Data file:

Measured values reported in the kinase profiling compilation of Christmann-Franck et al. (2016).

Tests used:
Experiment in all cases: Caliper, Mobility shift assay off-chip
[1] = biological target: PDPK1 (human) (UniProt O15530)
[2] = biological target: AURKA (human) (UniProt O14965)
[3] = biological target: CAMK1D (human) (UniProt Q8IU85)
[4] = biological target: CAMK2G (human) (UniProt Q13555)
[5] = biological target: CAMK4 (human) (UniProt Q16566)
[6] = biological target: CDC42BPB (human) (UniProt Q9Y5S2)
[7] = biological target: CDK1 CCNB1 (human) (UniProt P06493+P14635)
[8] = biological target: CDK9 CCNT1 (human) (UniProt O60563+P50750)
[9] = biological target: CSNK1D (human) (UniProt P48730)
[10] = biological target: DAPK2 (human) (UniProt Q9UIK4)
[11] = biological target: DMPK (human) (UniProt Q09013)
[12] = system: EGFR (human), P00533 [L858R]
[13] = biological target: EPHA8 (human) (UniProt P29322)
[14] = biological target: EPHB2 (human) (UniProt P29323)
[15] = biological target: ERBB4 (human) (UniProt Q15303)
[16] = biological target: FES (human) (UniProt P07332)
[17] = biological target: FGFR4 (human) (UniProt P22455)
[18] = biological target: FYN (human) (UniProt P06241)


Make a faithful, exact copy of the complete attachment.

Measured values reported in the kinase profiling compilation of Christmann-Franck et al. (2016).

Tests used:
Experiment in all cases: Caliper, Mobility shift assay off-chip
[1] = biological target: PDPK1 (human) (UniProt O15530)
[2] = biological target: AURKA (human) (UniProt O14965)
[3] = biological target: CAMK1D (human) (UniProt Q8IU85)
[4] = biological target: CAMK2G (human) (UniProt Q13555)
[5] = biological target: CAMK4 (human) (UniProt Q16566)
[6] = biological target: CDC42BPB (human) (UniProt Q9Y5S2)
[7] = biological target: CDK1 CCNB1 (human) (UniProt P06493+P14635)
[8] = biological target: CDK9 CCNT1 (human) (UniProt O60563+P50750)
[9] = biological target: CSNK1D (human) (UniProt P48730)
[10] = biological target: DAPK2 (human) (UniProt Q9UIK4)
[11] = biological target: DMPK (human) (UniProt Q09013)
[12] = system: EGFR (human), P00533 [L858R]
[13] = biological target: EPHA8 (human) (UniProt P29322)
[14] = biological target: EPHB2 (human) (UniProt P29323)
[15] = biological target: ERBB4 (human) (UniProt Q15303)
[16] = biological target: FES (human) (UniProt P07332)
[17] = biological target: FGFR4 (human) (UniProt P22455)
[18] = biological target: FYN (human) (UniProt P06241)